Chicago - 10:00 AM - 11:00 AM
The Department of Biochemistry and Molecular Genetics welcomes you to attend a seminar by faculty candidate Clara Peek, PhD, Research Assistant Professor of Medicine (Endocrinology).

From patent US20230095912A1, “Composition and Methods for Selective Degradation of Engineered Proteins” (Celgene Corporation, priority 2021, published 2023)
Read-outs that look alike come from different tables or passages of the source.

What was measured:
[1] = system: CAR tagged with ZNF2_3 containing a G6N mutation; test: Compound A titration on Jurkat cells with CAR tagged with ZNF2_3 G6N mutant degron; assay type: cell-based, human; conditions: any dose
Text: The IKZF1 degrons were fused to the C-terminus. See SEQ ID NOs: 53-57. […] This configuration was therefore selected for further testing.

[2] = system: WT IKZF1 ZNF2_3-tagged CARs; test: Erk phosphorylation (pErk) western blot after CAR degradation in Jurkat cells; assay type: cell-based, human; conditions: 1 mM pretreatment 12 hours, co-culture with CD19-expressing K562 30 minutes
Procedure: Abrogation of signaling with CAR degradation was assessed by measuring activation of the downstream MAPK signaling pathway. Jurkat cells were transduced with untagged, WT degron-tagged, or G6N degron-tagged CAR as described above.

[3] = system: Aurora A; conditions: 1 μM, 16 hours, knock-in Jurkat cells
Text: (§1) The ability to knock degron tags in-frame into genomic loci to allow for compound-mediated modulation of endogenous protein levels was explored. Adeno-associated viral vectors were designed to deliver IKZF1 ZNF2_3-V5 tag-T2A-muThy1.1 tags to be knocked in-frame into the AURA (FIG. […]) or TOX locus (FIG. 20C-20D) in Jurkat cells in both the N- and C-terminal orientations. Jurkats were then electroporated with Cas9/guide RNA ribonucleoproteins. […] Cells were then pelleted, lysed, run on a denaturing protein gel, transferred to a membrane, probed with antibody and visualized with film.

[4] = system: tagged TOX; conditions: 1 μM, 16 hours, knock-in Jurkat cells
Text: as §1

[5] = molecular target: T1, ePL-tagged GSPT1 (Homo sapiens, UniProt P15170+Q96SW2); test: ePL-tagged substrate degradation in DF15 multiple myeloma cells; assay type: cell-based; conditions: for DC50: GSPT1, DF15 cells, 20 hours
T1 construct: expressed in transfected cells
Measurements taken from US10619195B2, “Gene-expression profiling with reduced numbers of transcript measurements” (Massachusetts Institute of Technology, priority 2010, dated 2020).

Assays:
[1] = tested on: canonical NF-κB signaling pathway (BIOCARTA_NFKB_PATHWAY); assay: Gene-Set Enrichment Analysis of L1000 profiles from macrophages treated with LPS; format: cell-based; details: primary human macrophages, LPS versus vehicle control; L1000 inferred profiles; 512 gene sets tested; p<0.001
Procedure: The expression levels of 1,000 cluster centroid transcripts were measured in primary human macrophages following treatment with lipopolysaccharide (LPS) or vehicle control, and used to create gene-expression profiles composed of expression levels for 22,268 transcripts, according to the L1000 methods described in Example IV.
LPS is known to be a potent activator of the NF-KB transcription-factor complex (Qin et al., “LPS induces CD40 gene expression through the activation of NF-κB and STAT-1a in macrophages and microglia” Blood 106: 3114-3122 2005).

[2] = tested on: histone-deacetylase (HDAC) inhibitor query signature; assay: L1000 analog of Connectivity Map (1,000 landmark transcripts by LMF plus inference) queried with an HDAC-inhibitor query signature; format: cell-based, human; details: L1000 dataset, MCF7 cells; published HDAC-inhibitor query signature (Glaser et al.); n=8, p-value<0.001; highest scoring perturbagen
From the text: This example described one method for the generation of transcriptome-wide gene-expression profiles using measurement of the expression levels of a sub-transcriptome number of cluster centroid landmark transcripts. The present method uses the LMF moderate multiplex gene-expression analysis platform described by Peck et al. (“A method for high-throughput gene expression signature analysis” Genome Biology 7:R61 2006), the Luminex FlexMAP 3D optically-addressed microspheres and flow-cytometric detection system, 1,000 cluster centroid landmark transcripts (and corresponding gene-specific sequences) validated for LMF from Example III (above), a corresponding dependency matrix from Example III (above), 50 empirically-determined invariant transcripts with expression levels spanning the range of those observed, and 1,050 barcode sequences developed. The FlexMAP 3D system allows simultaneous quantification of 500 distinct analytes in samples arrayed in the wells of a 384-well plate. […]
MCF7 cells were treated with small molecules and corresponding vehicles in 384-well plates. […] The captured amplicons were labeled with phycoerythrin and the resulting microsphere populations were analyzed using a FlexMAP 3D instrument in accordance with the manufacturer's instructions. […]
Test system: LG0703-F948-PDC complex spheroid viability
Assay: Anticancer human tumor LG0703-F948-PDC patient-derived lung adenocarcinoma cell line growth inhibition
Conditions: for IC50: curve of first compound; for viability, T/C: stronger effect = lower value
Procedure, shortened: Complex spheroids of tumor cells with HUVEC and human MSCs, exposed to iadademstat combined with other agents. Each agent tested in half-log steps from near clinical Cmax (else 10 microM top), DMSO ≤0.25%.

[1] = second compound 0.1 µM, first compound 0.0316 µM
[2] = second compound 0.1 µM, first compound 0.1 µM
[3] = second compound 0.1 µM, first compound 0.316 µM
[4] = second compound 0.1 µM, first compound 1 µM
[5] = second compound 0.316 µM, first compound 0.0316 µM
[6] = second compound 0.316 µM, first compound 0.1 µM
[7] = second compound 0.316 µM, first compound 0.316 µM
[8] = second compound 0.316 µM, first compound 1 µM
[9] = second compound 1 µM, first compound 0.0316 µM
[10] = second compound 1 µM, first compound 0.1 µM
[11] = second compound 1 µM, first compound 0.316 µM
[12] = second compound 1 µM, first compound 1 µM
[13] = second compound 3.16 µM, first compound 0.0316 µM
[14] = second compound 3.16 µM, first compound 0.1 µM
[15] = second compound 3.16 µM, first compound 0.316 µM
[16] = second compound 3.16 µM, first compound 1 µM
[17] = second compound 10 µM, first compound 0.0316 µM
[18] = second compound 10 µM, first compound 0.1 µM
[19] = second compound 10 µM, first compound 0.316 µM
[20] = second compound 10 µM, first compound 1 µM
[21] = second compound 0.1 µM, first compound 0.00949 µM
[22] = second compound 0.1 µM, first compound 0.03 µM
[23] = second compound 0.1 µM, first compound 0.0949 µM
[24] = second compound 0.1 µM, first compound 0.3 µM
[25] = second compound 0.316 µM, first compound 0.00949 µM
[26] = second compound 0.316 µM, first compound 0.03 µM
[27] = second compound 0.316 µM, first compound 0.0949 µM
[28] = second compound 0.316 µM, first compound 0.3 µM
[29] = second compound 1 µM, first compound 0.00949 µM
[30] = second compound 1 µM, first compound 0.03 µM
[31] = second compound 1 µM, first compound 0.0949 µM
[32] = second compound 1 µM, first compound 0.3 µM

The circadian clock maintains energy constancy by anticipating changes in nutrient availability that occur throughout the daily fasting/feeding cycle. Genetic studies demonstrate that clock genes expressed in different tissues exert distinct and often opposing effects on metabolic physiology at different times of day. Indeed, while clock disruption in pancreas results in postprandial hyperglycemia, clock ablation in liver causes fasting hypoglycemia, however the molecular bases for these abnormalities are not well understood. As a postdoctoral fellow, I helped to discover that the circadian clock controls mitochondrial metabolism via rhythmic production of the metabolic cofactor NAD+, activity of the mitochondrial protein deacetylase SIRT3, and oxidative metabolism in liver. Since skeletal muscle is especially dependent upon oxidative metabolism, and because myopathy is a prominent feature of circadian gene disruption in mice, I was next prompted to examine clock control of fuel metabolism in skeletal muscle, culminating in my most recent discovery of a novel link between circadian clocks and the oxygen- and nutrient-responsive HIF pathway. These studies have led to my present hypothesis that clock-HIF interactions in skeletal muscle are critical for normal muscle physiology and are impaired during circadian disruption.